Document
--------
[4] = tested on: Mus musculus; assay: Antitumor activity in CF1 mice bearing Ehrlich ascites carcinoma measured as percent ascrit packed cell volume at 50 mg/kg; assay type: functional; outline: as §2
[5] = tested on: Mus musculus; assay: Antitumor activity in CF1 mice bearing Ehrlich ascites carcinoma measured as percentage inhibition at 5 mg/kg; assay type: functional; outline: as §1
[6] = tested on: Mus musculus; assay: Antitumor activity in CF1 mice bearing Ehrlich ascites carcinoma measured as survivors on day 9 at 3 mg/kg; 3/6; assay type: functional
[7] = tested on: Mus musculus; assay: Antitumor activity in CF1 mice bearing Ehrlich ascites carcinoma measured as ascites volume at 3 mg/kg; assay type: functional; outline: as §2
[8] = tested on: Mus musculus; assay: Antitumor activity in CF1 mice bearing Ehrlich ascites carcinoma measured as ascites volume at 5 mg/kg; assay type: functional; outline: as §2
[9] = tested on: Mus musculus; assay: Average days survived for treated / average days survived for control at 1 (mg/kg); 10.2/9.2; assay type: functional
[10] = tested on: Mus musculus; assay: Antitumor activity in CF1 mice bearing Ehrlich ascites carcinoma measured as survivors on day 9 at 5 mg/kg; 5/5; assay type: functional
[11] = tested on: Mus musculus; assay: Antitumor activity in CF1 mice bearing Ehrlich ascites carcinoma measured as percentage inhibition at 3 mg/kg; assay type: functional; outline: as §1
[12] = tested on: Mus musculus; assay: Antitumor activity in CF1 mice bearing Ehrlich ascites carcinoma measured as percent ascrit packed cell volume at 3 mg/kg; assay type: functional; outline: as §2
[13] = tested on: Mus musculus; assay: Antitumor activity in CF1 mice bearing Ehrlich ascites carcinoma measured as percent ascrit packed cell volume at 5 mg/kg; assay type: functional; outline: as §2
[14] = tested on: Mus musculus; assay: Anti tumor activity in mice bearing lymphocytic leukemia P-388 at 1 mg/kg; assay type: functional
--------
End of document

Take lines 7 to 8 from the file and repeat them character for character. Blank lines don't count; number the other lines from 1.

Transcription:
[10] = tested on: Mus musculus; assay: Antitumor activity in CF1 mice bearing Ehrlich ascites carcinoma measured as survivors on day 9 at 5 mg/kg; 5/5; assay type: functional
[11] = tested on: Mus musculus; assay: Antitumor activity in CF1 mice bearing Ehrlich ascites carcinoma measured as percentage inhibition at 3 mg/kg; assay type: functional; outline: as §1